Ulster County urges town of Denning to update zoning before letting actor Judd Hirsch put up wind turbine
DENNING >> The Ulster County Planning Department has recommended the town update its zoning before granting permission to actor Judd Hirsch to build a 176-foot-high wind turbine on his Yeagerville Road property.
The department made its recommendation in a letter to the Denning Zoning Board of Appeals, which is expected to vote on Hirsch’s application next month.
“I want that (county recommendation) on the town website for 30 days before we make any decision,” said board Chairman Mark Boncek.
“The county has no problem with it, it seems,” Boncek said. “The biggest recommendation was to the town itself – that we need to get some kind of zoning in place.”
In the letter to the town, County Principal Planner Robert Leibowitz wrote that because Denning’s zoning law does not mention wind turbines, they could be used either in all or none of the town.
“The town ZBA … needs to determine whether they have in front of them a use variance or if they are treating this as a ‘customary accessory use,’” Leibowitz wrote. “The Rural Residential District does allow for ‘various accessory uses’ but is silent as to allowing wind turbines as accessory. Some caution is needed as to determining that wind turbines are an accessory use, in that this would allow them in any district, and on any lot, regardless of size.”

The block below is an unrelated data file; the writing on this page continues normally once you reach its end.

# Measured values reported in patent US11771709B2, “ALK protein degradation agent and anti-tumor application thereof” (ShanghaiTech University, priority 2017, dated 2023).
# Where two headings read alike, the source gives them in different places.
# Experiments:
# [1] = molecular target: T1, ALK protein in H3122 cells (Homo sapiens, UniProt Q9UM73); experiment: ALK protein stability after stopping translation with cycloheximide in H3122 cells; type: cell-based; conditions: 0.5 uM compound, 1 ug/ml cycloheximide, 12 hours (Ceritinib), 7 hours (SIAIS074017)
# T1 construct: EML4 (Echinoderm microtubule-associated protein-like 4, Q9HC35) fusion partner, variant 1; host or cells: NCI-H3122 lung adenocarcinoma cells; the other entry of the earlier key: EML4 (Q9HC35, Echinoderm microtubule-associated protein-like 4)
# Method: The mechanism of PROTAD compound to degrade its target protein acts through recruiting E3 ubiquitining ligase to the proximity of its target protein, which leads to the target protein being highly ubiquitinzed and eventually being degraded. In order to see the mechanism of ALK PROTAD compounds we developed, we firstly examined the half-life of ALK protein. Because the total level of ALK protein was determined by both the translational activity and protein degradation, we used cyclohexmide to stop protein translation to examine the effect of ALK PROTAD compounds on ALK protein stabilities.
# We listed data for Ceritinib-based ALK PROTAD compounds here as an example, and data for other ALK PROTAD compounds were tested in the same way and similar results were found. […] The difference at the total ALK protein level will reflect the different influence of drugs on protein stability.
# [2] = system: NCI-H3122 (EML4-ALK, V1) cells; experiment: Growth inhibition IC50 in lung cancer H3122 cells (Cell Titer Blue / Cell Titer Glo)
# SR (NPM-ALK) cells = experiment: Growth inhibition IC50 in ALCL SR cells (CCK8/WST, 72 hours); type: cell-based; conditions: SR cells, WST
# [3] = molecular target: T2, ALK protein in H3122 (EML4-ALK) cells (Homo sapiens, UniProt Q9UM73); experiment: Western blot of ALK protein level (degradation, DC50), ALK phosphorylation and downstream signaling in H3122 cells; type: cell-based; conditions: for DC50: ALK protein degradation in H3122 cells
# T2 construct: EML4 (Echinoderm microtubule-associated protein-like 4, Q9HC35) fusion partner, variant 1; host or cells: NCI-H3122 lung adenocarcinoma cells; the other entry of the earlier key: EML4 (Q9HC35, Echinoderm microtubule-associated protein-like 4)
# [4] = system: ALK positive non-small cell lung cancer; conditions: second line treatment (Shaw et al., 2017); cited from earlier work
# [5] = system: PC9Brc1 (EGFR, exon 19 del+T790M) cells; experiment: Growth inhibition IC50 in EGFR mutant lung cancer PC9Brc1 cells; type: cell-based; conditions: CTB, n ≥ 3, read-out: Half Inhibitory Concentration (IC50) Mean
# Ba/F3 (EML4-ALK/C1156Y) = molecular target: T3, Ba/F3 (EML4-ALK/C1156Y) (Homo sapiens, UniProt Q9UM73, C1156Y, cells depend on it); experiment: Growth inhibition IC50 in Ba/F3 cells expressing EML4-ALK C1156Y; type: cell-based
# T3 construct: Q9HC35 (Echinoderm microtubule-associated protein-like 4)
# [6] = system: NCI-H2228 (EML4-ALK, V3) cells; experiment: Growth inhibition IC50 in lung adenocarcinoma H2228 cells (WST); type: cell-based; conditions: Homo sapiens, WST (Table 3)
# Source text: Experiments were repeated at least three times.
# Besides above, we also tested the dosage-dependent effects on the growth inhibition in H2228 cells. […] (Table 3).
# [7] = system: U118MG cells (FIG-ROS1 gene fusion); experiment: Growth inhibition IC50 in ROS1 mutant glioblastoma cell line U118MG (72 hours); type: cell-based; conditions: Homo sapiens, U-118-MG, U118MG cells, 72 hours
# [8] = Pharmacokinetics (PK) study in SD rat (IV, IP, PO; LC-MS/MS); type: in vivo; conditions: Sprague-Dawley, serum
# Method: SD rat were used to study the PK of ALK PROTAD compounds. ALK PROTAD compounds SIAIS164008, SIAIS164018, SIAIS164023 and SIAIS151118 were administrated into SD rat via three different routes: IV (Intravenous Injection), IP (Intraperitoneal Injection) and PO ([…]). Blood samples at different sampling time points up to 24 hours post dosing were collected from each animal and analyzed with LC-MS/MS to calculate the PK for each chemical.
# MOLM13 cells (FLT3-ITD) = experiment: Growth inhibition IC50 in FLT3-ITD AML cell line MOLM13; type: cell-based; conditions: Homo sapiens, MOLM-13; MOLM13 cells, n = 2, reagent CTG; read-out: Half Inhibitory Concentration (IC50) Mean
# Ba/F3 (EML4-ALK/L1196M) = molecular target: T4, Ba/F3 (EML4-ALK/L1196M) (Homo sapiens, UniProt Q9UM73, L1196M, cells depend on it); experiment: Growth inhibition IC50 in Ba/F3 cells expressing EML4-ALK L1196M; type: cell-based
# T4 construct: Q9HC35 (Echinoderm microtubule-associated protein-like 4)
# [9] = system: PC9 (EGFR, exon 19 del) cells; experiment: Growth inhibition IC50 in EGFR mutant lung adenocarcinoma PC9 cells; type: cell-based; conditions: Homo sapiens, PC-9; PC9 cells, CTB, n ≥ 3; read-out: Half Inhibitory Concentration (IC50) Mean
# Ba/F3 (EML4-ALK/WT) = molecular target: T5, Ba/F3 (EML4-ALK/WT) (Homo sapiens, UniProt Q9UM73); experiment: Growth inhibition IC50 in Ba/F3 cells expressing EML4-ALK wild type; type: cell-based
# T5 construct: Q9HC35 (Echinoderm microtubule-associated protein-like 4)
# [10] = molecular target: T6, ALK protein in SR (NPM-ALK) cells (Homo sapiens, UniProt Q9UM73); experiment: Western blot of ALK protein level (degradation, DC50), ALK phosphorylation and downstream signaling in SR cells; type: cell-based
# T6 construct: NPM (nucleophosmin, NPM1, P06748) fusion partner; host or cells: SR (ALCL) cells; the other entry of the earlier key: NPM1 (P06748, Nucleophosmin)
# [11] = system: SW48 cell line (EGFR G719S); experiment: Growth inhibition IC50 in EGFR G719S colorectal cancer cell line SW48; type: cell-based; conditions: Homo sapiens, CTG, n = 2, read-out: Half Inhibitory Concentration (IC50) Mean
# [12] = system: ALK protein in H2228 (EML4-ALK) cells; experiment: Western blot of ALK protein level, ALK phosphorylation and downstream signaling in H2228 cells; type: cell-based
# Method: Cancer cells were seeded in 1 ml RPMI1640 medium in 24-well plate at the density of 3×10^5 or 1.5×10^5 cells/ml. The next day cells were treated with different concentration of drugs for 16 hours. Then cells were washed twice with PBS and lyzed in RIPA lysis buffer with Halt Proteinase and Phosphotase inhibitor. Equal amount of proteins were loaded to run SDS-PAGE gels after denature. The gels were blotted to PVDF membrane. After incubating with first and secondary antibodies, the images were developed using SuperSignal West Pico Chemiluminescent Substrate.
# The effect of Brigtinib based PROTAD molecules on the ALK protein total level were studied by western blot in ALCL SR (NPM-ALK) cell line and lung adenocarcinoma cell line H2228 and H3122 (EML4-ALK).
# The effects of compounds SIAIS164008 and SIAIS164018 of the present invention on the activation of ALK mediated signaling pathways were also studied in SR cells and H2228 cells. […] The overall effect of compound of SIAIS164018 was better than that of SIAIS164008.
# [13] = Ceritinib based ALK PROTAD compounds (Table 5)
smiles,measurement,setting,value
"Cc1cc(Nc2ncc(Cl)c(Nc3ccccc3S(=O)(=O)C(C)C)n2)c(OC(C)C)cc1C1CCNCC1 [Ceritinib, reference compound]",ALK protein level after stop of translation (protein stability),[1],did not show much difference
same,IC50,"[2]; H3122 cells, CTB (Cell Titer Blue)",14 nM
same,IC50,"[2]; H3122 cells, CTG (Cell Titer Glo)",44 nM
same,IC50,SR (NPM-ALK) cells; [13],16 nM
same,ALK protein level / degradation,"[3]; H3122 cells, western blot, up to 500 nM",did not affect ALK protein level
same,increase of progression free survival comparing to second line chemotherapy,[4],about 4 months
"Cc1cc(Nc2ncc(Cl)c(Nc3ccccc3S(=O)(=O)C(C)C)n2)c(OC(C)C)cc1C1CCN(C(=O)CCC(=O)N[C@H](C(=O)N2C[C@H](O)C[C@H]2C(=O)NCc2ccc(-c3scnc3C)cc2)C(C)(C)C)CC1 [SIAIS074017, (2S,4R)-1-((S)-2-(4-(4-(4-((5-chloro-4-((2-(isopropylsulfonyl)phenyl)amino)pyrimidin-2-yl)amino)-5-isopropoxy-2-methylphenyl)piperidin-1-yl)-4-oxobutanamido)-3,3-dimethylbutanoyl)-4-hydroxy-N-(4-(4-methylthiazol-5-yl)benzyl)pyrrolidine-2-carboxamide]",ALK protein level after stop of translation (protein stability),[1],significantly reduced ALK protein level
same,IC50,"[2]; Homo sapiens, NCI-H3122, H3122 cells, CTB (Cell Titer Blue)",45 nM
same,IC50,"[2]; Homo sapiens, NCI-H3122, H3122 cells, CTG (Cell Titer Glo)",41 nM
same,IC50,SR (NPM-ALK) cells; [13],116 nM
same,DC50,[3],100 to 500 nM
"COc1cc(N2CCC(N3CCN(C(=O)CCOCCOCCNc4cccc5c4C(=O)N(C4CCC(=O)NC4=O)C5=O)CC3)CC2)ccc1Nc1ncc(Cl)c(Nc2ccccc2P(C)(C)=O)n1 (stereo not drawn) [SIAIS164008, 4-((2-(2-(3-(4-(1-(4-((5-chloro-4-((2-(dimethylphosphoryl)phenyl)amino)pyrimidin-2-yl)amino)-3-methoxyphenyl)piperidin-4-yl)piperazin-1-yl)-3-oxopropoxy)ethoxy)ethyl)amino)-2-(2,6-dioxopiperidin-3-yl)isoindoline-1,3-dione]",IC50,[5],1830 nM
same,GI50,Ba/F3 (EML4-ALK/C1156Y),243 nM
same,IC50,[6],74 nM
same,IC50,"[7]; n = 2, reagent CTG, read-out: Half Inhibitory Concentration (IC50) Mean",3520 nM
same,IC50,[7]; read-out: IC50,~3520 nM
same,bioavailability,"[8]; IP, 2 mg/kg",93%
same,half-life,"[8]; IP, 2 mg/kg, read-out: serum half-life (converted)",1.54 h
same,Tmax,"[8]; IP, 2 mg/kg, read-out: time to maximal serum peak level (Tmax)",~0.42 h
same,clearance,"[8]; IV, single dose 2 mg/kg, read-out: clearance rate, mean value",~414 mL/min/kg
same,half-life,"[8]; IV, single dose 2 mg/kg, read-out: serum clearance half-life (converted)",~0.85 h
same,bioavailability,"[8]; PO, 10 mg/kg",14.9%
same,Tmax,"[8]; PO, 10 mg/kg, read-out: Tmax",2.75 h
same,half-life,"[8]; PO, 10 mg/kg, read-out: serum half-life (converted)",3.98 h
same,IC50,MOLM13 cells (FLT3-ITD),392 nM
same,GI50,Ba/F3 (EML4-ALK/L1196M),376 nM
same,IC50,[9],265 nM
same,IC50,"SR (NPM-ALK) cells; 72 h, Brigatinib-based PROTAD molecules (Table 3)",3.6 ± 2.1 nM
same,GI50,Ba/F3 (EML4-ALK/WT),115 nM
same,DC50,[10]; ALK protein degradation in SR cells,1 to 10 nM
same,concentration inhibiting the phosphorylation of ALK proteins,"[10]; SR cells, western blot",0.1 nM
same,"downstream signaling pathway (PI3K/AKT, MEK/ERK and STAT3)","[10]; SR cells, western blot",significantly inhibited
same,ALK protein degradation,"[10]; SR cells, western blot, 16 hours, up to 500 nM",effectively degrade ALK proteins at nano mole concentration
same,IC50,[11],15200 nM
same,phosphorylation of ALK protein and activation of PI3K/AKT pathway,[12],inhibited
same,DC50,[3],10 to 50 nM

Project engineer Sherret Chase has said the turbine on Hirsch’s land is proposed to generate 100,000 kilowatt hours of electricity per year.
Hirsch lives on a 42.8-acre property on Yeagerville Road. The 78-year-old actor has had big and small screen roles since the early 1970s and is known for the TV sitcoms “Taxi” and “Dear John” and such movies as “Independence Day” and “Without a Trace.”
Leibowitz also said he town should update its zoning regulations to account for other alternative energy sources.
“The community should be proactive in permitting its residents to move to renewable energy sources that includes wind and solar,” he wrote “Applicants should not be left in regulatory limbo, nor should the community put itself at risk for failure to address the need to allow for these uses.”
Leibowitz also addressed noise concerns that have been raised by residents opposed to Hirsch’s proposed wind turbine.
“Rather than conduct a noise study, the applicant should be asked to produce noise results for similar windmills at the distance of the structure from the property line and note any neighbor noise complaints from any of its installations,” the planner wrote.
He also suggested the town have Hirsch show how much impact there would be on scenic views.
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